Our intern, Deven Curtis, is leaving Yapay Bolivia after more than 2 years to pursue his goal of receiving an MA in English at BYU and attending Med School. We are so grateful for the time that Deven has volunteered at Yapay Bolivia and wish him the best in achieving his dreams. In addition to thanking Deven for his wonderful service, we’d like to highlight his accomplishments here at Yapay Bolivia and share a brief statement from Deven on what his internship experience was like.
Accomplishments at Yapay Bolivia
Deven coordinated, oversaw, and personally delivered donations of medications, hygiene packets, and funds to a remote high-altitude hospital in Bolivia’s most impoverished department two consecutive years in a row. He conducted in-hospital interviews with Bolivian patients and healthcare professionals in multiple hospitals throughout the country. He audited previously donated equipment in hospitals and clinics. He also drafted transparency and marketing documents for the foundation including expenditures reports, donor reports, info graphics, data charts, and website content.
Internship Experience at Yapay Bolivia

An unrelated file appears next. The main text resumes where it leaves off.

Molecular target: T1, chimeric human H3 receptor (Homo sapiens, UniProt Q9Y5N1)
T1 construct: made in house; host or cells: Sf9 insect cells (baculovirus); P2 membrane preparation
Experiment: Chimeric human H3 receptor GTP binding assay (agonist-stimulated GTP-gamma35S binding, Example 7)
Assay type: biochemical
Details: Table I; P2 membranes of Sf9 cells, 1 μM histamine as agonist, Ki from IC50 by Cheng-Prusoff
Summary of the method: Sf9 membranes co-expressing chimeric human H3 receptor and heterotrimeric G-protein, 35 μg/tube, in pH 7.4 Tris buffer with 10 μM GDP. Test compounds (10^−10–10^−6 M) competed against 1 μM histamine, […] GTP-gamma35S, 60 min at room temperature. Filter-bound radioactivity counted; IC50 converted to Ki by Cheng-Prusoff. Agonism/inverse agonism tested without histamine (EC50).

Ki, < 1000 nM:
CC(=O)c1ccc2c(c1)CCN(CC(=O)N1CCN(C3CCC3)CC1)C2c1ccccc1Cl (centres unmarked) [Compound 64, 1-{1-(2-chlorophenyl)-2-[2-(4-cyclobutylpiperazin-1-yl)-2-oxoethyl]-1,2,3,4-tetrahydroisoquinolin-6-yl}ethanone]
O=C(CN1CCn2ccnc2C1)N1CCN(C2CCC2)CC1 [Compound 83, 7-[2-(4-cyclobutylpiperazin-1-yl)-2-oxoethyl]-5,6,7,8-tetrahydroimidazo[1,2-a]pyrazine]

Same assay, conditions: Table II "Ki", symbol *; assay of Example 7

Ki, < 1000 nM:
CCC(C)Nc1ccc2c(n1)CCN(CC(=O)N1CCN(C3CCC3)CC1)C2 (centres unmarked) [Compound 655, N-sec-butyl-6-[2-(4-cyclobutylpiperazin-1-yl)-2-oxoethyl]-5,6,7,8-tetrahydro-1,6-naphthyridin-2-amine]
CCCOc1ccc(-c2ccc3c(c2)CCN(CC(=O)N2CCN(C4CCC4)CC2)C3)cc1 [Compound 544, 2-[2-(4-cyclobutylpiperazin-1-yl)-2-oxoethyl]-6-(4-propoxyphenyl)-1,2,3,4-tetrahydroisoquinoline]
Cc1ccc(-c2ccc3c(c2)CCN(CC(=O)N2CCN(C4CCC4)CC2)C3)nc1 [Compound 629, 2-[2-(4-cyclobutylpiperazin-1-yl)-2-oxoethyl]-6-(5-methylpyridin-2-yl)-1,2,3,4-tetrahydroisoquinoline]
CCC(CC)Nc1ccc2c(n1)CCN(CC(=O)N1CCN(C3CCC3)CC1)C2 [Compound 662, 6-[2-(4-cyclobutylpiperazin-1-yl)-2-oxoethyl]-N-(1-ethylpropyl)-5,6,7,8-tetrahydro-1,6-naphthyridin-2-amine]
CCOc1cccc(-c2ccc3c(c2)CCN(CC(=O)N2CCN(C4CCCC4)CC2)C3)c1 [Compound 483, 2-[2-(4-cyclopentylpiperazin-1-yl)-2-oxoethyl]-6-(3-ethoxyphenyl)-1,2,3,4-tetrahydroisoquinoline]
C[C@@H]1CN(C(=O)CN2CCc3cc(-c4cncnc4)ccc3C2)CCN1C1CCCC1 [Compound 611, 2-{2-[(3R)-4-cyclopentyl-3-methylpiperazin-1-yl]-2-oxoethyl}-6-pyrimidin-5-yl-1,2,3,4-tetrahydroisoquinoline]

“It’s not even that I’ve developed new skills and refined old ones. It isn’t the content writing, document design, and international communications that makes my work with Yapay Bolivia so invaluable, though I have loved learning those things.
At Yapay, I have found a miracle: a small group of worker-bees who don’t swoop and start giving orders, who don’t pretend to have all the solutions, who don’t indiscriminately throw handouts into the crowd. In measured steps we at Yapay conduct due diligence and leverage deep relationships to find the change-makers in Bolivia: the lawyer who has worked tirelessly at an obscure orphanage for over a decade and knows the needs and the names of all of the children–many of them call her “mama.” We work with the nurse who has dedicated her life to running a low-cost pharmacy out of a 200 year old stone building for impoverished women and children who can’t afford their medications.
At Yapay we turn to these miraculous people, tug on their sleeve, and ask for instructions. We offer a willing set of hands and an authentic desire to help. It’s seeing the need in the world and doing something about it. It’s rubbing shoulders with change-makers. It’s lifting others and being lifted by them. It’s being offered a meal by orphans who barely have enough to subsist themselves. It’s laughing and crying and working and fighting to make things a little better.”